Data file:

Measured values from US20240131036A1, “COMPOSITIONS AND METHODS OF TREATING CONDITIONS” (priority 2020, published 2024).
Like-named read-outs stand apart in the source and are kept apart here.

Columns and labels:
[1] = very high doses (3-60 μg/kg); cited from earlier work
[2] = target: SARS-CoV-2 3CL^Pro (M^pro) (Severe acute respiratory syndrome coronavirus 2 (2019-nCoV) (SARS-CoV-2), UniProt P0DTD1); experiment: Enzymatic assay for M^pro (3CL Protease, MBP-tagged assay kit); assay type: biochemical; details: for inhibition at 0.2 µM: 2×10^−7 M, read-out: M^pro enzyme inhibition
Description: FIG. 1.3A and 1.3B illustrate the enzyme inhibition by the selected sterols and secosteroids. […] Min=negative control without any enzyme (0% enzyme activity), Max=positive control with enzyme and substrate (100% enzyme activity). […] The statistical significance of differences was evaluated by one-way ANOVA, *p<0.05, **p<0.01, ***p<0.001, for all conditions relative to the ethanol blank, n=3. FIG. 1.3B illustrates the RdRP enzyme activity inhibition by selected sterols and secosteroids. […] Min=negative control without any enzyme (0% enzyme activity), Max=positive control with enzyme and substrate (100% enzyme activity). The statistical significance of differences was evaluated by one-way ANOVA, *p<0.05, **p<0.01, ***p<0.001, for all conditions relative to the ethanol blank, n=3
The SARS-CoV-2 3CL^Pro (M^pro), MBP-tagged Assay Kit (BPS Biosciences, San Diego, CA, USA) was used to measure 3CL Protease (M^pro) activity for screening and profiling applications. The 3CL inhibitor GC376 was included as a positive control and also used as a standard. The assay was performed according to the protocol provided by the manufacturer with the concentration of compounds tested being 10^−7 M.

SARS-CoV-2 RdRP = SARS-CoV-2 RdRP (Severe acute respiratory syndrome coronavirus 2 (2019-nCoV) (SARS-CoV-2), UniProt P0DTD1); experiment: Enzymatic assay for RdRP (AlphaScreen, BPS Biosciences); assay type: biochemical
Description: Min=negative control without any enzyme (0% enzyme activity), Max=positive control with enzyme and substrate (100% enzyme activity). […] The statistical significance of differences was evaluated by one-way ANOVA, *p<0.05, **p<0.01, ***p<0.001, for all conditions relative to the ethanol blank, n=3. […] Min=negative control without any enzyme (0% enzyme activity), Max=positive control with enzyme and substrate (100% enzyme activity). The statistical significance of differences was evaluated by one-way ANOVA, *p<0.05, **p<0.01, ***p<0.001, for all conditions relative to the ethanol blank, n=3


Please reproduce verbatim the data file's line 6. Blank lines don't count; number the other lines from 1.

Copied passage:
Description: FIG. 1.3A and 1.3B illustrate the enzyme inhibition by the selected sterols and secosteroids. […] Min=negative control without any enzyme (0% enzyme activity), Max=positive control with enzyme and substrate (100% enzyme activity). […] The statistical significance of differences was evaluated by one-way ANOVA, *p<0.05, **p<0.01, ***p<0.001, for all conditions relative to the ethanol blank, n=3. FIG. 1.3B illustrates the RdRP enzyme activity inhibition by selected sterols and secosteroids. […] Min=negative control without any enzyme (0% enzyme activity), Max=positive control with enzyme and substrate (100% enzyme activity). The statistical significance of differences was evaluated by one-way ANOVA, *p<0.05, **p<0.01, ***p<0.001, for all conditions relative to the ethanol blank, n=3